WASHINGTON - Government-controlled mortgage giant Freddie Mac has requested $6 billion in additional aid after posting a wider loss in the third quarter.
Freddie Mac said Thursday that it lost $6 billion, or $1.86 per share, in the July to September quarter. That compares with a loss of $4.1 billion, or $1.25 a share, in the same quarter of 2010.
This quarter's $6 billion request from taxpayers is the largest since April 2010.
Freddie's losses are increasing mainly for two reasons: Many homeowners are paying less interest because they are able to refinance at lower mortgage rates. And failing and bankrupt mortgage insurers are not paying out as much money when homeowners default.
The government rescued McLean, Va.-based Freddie Mac and sibling company Fannie Mae in September 2008 after massive losses on risky mortgages threatened to topple them. Since then, a federal regulator has controlled their financial decisions.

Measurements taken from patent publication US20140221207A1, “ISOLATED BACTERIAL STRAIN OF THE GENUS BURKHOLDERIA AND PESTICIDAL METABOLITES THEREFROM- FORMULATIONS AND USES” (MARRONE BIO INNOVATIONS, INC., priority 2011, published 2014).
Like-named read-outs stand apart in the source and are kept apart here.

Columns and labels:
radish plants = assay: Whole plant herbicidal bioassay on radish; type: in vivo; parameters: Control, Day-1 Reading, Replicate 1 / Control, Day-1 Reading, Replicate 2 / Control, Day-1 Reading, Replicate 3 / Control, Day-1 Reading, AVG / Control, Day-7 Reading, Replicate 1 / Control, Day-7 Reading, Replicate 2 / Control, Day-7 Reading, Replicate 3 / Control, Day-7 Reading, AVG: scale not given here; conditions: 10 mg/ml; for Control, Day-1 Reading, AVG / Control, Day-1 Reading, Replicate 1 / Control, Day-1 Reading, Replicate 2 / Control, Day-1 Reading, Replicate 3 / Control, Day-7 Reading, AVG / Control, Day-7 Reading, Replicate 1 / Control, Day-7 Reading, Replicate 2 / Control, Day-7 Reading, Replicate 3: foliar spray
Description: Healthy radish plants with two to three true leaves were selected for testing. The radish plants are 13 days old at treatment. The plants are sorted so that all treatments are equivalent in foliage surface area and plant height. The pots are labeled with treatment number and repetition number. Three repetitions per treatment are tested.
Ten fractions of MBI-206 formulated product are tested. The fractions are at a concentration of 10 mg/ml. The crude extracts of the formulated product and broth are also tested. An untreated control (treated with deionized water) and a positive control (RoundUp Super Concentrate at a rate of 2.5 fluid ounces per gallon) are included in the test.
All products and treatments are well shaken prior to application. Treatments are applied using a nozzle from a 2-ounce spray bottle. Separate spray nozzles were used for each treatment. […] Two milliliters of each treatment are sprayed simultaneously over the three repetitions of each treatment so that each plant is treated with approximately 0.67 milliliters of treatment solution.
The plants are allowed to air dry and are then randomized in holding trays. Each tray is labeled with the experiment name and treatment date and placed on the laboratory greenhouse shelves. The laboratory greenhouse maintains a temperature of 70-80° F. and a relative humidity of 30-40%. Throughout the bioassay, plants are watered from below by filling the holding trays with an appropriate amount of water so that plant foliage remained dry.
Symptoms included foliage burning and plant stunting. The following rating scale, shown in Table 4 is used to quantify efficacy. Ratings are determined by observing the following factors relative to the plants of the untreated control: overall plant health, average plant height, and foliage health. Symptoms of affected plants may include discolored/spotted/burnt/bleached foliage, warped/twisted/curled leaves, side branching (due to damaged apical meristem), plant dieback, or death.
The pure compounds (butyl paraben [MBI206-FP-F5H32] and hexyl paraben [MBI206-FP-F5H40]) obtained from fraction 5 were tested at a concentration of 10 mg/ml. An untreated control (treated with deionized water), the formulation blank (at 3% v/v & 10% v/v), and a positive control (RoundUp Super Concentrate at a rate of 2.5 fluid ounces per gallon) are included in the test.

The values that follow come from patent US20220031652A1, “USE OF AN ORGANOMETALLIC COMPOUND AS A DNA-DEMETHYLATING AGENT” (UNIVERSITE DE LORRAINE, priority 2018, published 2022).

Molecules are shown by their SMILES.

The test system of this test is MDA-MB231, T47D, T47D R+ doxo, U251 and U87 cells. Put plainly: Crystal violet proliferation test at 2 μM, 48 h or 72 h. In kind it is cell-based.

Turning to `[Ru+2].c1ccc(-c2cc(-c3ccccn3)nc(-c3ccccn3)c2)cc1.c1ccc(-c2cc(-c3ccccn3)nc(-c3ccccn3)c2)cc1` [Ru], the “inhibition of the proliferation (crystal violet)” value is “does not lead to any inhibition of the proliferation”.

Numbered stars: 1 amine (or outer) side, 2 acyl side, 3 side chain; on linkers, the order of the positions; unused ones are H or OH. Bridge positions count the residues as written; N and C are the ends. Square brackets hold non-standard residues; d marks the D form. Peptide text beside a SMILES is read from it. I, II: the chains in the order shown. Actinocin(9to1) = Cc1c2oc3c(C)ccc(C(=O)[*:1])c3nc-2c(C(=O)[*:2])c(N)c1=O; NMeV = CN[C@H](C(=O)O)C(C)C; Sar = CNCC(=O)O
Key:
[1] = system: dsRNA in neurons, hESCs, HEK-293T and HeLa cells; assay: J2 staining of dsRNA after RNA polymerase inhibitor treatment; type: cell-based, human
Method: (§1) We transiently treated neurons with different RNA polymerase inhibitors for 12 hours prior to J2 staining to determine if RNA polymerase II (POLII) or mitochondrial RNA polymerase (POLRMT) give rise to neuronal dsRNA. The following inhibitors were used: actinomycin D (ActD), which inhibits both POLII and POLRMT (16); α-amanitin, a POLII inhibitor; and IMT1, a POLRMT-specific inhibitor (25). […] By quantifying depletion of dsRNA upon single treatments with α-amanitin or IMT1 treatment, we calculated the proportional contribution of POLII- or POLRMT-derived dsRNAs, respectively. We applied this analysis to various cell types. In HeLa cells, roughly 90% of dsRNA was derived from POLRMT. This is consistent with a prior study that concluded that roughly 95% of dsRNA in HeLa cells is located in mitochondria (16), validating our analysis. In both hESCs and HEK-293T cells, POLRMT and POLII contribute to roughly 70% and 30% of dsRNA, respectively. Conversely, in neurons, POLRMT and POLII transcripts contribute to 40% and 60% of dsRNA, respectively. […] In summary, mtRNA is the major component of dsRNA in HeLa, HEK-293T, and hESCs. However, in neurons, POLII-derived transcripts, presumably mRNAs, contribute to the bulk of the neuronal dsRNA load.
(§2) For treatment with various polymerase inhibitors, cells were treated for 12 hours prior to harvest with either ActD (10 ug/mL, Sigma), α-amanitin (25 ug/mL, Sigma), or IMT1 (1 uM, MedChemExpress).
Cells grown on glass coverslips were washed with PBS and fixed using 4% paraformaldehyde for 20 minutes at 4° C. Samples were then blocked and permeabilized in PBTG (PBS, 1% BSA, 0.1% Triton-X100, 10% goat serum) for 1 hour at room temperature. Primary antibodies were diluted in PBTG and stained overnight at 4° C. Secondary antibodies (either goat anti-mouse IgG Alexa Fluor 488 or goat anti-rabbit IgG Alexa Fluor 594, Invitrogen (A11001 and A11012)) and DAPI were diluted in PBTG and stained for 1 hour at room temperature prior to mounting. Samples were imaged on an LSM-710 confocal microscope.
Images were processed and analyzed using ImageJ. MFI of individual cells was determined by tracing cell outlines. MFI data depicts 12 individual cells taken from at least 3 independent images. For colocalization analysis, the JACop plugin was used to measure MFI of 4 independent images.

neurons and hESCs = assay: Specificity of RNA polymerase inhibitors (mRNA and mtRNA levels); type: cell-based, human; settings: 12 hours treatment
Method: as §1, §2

Taxpayers have spent about $169 billion to rescue Fannie and Freddie, the most expensive bailout of the 2008 financial crisis. The government estimates it could cost up to $51 billion more to support the companies through 2014 after subtracting dividend payments.
Freddie and Fannie own or guarantee about half of all U.S. mortgages, or nearly 31 million home loans worth more than $5 trillion. Along with other federal agencies, they backed nearly 90 percent of new mortgages over the past year.
Many homeowners are refinancing at lower mortgage rates or are shortening the terms of their mortgages, the agency said. While that saves homeowners money, it is pushing Freddie deeper into the red. "In fact, borrowers we helped to refinance will save an average of $2,500 in interest payments during the next year," said Charles Haldeman Jr., Freddie's chief executive.
by Associated Press Nov 4, 2011
Freddie Mac seeks $6 billion in aid
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